Possible Canadas is a project created by Reos Partners, the J.W. McConnell Family Foundation and a diverse coalition of philanthropic and community organizations. For longer versions of these interviews, or to join the conversation, visit possiblecanadas.ca
In a six-week series of interviews, Canadians with a variety of experiences discuss the major challenges our country is facing and how best to address them. This installment deals with our use of natural resources.
David Emerson, former minister of international trade, was interviewed on Aug. 15 by Monica Pohlmann, a consultant with Reos Partners.
Pohlmann: What keeps you up at night about what's going on in Canada?
Emerson: We are not managing our natural-resource assets well. We pay insufficient attention to long-term growth, stability, and intergenerational fairness. I look at what we are doing with non-renewables, and I despair. We have allowed a gold-rush mentality to prevail. When markets are strong, we have massive investment in projects like the oil sands, leading to cost inflation, social and economic growth pains, and pressures on the environment. Then we take the revenue from these resources – the one-time revenue from the sale of a publicly owned asset – and use it to pay for health care, government programs, and services that are deeply embedded in our public-sector expenditure base. But the cycle inevitably turns, and we end up with fiscal and economic devastation. The revenue is no more, but program expenditures continue. Costs that rose easily won't come down. This approach to resource management supercharges fiscal and economic volatility both nationally and among regions.
This volatility also has a troubling effect on that part of our economic base that is globally mobile. Costs and fiscal pressures created in a boom are very sticky, and correction is stubbornly slow and painful. Industry, capital and the skilled people needed to drive innovation, and new products for the global marketplace can and do go elsewhere. You basically force the economy to rely on those activities that have to be near the resource … the opposite of economic diversification.
In a similar vein, we have witnessed the erosion of manufacturing in the Canadian economy, and I am concerned about that. I believe a balance of manufacturing, resource extraction, technology and services is important for a healthy, dynamic and stable economy.
I worry about Canada's North. Geographically, most of Canada is a huge mass of land and water penetrating the Arctic, at the front line of climate change, and sparsely populated. Gradually, attention is shifting to Northern issues and concerns. But the challenge of the North will be akin to the challenge of developing early Canada. It will require enormous investments with very long "payback." Issues around sovereignty and security will be paramount. Assessments and potential impacts will require intense discipline and focus. The costs of mistakes will be high, but the cost of neglect higher. Sir John A. Macdonald must be turning in his grave.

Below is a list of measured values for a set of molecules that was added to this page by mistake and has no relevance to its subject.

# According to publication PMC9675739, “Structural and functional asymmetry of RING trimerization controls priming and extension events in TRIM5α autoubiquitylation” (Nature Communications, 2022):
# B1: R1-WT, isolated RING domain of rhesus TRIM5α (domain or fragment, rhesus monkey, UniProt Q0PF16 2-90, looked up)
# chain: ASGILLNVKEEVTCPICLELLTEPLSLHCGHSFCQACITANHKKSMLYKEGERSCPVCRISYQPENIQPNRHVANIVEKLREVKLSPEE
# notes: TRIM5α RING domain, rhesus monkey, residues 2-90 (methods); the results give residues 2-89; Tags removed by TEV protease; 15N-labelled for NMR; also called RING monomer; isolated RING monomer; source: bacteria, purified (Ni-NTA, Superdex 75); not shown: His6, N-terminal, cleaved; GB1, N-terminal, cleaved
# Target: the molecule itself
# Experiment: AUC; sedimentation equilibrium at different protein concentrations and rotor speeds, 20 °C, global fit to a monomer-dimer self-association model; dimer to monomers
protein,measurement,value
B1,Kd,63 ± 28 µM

Pohlmann: If 20 years from now, things haven't turned out well in Canada, what will have happened?
Emerson: This negative scenario would reflect failures on a number of fronts. Pipelines critical to getting products to market won't be constructed in a timely way. Critical economic infrastructure, particularly transportation infrastructure, will be rejected in every strategic "neighbourhood," reflecting regulatory licence being replaced by the amorphous "social licence." We will fail to restore momentum to multilateral trade talks, and attempts to forge regional trade agreements will falter. We will fail to adapt to the reality of global warming, and the world will be confronted with an urgent international public-policy crisis. Related to climate, and our failure to manage well our natural resources, we will see technological advances that result in consumers finding economic substitutes for carbon-based energy. Given our extreme dependence on carbon-based energy, our economy and public finances will take a serious hit.
The lead times for transformative initiatives, whether they're regulatory, legal or infrastructural, are enormously long. We will have failed to tame the forces of short-termism, and this will feed the tendency of political parties to neglect a broader vision for the country in favour of playing to narrow, sectional political bases with baskets of goodies and favours for the base, but insufficient focus on the big issues around building Canada's future.
In short, future generations of Canadians will be severely challenged to achieve the kinds of opportunities and standard of living enjoyed by first few postwar generations.